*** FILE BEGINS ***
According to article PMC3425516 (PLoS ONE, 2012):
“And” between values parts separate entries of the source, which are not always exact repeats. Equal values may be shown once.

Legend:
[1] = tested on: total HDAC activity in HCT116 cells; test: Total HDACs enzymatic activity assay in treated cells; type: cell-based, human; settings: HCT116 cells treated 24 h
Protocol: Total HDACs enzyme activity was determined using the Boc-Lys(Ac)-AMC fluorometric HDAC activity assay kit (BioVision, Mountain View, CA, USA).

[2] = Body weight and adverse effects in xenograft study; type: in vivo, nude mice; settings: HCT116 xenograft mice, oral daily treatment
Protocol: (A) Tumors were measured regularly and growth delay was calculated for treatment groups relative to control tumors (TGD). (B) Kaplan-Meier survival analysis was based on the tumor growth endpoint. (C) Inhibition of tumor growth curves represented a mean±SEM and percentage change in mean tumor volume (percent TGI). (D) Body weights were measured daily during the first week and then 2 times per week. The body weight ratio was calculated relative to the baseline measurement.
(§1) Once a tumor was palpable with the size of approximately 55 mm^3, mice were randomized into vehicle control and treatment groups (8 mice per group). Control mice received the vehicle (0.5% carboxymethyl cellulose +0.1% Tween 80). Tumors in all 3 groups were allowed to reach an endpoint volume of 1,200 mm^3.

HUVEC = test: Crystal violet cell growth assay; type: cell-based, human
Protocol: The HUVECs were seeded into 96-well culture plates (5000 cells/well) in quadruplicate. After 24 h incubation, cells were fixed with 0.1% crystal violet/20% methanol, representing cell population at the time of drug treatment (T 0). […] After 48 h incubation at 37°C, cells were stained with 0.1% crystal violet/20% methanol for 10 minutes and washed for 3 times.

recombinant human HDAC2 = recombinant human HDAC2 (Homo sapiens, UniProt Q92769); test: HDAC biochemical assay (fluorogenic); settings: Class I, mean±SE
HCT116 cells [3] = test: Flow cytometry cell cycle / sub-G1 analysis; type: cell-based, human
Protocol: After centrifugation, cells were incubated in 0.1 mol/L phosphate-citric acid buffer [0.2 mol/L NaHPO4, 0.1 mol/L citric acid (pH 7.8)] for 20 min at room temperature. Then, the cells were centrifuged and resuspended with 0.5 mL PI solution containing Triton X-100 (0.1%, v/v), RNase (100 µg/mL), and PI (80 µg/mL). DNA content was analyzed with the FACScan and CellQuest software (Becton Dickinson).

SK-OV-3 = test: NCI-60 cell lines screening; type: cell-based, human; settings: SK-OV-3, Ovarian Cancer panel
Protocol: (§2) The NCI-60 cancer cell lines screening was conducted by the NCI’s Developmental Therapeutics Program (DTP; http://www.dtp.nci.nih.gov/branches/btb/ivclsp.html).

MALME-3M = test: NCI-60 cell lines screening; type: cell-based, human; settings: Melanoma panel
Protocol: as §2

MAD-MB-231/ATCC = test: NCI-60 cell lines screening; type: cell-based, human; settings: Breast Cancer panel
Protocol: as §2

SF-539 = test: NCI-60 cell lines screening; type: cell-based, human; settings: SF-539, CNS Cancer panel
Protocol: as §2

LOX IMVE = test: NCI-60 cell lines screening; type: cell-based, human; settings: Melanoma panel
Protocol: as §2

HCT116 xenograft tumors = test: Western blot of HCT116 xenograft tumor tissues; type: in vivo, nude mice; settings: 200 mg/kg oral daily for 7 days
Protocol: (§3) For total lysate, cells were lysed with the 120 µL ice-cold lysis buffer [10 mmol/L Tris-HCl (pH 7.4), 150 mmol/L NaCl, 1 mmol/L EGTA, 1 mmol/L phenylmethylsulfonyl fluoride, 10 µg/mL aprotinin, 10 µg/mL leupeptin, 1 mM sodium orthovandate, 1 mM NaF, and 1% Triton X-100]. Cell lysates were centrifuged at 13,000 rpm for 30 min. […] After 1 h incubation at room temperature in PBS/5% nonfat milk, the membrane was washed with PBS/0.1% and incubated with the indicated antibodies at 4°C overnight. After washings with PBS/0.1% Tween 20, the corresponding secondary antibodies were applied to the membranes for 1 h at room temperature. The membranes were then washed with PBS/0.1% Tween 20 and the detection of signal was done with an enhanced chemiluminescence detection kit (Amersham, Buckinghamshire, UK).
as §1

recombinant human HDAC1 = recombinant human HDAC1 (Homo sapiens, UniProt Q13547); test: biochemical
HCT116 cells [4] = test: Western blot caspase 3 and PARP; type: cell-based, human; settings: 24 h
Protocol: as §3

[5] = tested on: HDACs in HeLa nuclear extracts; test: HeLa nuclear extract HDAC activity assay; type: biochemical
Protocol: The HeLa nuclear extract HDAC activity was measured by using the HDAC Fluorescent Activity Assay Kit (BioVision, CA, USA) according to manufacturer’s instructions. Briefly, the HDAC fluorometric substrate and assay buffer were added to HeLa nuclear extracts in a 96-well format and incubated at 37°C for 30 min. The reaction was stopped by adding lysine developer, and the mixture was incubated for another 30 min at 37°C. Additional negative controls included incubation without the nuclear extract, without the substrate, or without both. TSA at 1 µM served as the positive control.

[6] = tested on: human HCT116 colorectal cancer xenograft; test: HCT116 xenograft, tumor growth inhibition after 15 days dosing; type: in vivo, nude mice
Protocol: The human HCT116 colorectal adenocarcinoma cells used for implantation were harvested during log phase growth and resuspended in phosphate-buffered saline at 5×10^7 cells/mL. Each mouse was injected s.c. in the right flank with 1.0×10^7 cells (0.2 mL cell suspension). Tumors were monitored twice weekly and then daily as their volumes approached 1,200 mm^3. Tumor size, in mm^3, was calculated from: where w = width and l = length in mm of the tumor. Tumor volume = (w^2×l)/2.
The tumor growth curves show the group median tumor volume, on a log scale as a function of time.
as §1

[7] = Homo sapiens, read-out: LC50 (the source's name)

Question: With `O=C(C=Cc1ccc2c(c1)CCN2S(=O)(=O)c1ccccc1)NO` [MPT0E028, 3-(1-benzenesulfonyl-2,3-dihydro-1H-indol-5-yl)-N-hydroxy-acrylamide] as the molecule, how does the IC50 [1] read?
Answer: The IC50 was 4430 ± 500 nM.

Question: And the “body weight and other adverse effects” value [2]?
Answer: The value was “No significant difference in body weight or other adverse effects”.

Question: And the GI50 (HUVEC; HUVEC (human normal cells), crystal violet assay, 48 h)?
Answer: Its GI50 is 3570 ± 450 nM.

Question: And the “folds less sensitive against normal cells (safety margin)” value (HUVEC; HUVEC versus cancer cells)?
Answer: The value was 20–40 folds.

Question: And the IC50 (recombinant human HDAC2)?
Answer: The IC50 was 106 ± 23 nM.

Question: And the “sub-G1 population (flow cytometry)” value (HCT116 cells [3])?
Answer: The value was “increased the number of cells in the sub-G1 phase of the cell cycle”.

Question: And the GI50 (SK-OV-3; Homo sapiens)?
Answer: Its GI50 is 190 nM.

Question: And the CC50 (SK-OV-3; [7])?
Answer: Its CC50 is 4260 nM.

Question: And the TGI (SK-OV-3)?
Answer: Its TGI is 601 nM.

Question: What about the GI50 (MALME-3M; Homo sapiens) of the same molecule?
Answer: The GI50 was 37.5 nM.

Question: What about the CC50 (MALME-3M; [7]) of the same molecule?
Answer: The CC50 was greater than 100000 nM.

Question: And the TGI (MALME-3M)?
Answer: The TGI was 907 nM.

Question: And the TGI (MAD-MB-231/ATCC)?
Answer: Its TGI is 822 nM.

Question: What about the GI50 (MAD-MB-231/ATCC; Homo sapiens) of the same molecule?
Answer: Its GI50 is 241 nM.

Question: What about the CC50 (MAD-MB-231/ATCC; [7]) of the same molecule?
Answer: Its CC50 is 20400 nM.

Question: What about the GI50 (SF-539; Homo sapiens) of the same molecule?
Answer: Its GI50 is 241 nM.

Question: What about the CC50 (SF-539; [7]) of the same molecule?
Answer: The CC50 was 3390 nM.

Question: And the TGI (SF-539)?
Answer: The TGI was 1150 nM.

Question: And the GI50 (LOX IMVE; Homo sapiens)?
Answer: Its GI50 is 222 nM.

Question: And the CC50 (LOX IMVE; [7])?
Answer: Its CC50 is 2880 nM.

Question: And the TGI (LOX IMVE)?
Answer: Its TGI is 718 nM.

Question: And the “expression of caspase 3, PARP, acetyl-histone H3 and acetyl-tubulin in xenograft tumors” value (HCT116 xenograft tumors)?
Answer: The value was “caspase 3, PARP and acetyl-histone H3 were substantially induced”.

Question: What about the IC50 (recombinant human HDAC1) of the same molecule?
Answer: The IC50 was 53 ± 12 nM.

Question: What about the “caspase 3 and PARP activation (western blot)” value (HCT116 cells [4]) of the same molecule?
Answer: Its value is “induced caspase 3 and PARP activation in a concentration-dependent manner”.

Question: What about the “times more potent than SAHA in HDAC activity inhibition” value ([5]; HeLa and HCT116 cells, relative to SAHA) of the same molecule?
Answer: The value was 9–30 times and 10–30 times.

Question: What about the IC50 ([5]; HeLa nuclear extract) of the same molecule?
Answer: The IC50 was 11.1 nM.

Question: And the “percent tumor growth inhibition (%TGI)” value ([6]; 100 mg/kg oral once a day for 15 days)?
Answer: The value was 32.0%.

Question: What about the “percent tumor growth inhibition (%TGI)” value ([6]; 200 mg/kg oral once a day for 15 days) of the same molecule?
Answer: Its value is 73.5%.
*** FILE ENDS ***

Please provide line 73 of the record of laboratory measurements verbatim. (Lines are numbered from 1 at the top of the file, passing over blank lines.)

Question: And the GI50 (LOX IMVE; Homo sapiens)?